“Rick [Wuest, the owner of Thompson Creek] was telling me that when that tax credit got into place, the marketing arm of Thompson Creek got busy,” said Obama. “…That’s exactly what we wanted to see—companies explaining to the American people that ‘you can save money on your energy bill, this is a smart thing to do, take advantage of it.’”

Obama also outlined a new tax break that will allow all businesses with capital needs to take advantage of this temporary expensing provision.

The President pointed out that Wuest started in the family business when he was just 13.

“Three decades later, Thompson Creek has expanded. It’s already outgrown this new 80,000-square-foot facility that it moved into just three years ago,” Obama said.

He added that companies like Thompson Creek are what have guided his administration for the past two years.

“Government can’t guarantee Thompson Creek or any business will be successful, but government can knock down barriers like a lack of affordable credit or high costs for investment or high costs for hiring—we can do something about that. Government can remove obstacles in your path,” said Obama.

He added, “So, talking to Rick, I know Thompson Creek is planning to take full advantage of this tax break, and that’s going to help Thompson Creek renovate, expand and add another hundred new employees right here. You’ve got companies like this all over the country, and the Treasury Department estimates that overall this will accelerate $150 billion in tax cuts for two million businesses over the next two years.”

Obama said he hopes others will follow suit.

“So I want to urge all businesses with capital needs to take advantage of this temporary expensing provision, because we expect it to lower the average cost of investment by more than 75 percent for companies like Thompson Creek,” he said. “It is a powerful new incentive for businesses. It is a great opportunity for companies to grow and add jobs. Now is the time to act … Companies who are listening out there: If you are planning or thinking about making investments sometime in the future, make those investments now and you’re going to save money. And that will help us grow the economy. It will help you grow your business.”

Wuest says he got to speak personally with the president about energy efficiency during the visit.

“When we concluded the tour I met the economic team [that he was introducing that day] and he expressed a desire to continue to promote energy efficiency, in particular with windows,” says Wuest. “He made it clear he was looking for opportunities to promote efficiency, so that gave me some hope that he will create some programs that will benefit our industry.”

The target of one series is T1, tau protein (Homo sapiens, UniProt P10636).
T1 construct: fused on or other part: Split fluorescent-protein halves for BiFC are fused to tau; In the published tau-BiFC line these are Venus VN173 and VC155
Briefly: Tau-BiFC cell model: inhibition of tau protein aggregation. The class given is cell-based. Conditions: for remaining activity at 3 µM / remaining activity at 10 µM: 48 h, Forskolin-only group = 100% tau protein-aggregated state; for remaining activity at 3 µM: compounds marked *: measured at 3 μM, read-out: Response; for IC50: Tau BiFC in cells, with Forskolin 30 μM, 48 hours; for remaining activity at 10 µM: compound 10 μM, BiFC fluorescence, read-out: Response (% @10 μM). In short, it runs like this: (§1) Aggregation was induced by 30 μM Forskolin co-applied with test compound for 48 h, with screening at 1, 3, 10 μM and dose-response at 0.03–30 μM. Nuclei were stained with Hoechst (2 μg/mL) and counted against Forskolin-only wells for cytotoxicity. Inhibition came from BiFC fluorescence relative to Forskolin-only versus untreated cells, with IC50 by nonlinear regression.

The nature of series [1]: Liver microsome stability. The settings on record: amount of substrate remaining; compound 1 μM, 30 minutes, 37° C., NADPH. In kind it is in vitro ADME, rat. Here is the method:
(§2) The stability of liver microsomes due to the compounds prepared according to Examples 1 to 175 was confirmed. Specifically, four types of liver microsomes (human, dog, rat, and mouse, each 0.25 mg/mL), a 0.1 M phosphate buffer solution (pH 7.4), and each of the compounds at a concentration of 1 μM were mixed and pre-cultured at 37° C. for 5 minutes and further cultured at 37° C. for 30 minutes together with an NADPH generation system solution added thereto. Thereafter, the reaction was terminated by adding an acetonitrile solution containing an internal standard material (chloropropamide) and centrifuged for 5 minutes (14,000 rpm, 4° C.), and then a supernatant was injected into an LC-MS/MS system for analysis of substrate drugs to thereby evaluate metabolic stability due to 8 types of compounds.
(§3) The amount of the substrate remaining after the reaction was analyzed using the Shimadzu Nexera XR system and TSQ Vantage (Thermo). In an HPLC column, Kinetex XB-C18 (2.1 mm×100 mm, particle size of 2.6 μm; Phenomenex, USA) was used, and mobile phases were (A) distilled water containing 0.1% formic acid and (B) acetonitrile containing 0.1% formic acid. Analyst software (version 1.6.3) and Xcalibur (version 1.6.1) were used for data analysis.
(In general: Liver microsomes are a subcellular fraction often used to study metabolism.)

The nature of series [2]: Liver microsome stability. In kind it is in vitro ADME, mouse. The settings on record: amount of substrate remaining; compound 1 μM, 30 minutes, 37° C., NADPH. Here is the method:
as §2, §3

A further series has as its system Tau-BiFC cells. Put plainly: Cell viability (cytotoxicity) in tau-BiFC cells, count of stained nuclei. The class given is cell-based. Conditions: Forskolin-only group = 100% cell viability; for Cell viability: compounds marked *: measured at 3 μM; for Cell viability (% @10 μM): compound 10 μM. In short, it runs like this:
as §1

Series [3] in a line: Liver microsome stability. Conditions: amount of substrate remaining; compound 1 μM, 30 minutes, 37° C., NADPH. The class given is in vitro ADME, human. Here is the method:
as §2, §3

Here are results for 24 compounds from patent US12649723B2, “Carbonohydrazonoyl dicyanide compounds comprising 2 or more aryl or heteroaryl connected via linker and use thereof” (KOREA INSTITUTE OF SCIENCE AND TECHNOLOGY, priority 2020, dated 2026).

Windowizards Inc. and OKNA Windows Settle False Claims Lawsuit
Windowizards, a Pennsylvania-based window dealer, and manufacturer OKNA Windows Corp. of Bristol, Pa., recently settled a 2009 class action lawsuit brought against them by several customers who claimed the companies utilized “unconscionable business practices, including knowing omissions and affirmative misstatements of material fact, in connection with the advertising, marketing and sale of replacement windows in violation of the New Jersey Consumer Fraud Act … ”

Under the terms of the settlement, the court dismissed the action “with prejudice and without costs (except as provided by the stipulation).”

The stipulation required the plaintiffs to pay court attorneys’ fees and expenses in the amount of $155,175.65. In addition, lead plaintiff Quinna Cooper was awarded $5,000, according to court documents.

The original suit came about after a Philadelphia Fox News affiliate ran an investigative report about the companies’ promotional materials and advertisements relating to how much foam insulating was used in their replacement windows.

“As a result of various media outlets investigations, defendants have admitted that their promotional materials and advertisements depicted an ‘inaccurate portrayal of how much foam insulation was used in the replacement windows they sold,’” wrote lead plaintiff Quinna Cooper’s counsel in the original complaint. “Despite defendants’ misrepresentations, purchasers paid defendants a premium for replacement windows that contained foam insulation.”

The specific windows named were the ComfortWeld line, manufactured by OKNA and sold by Windowizards. Plaintiffs included all New Jersey residents who purchased ComfortWeld Windows from Windowizards from January 1, 2006, to July 31, 2009.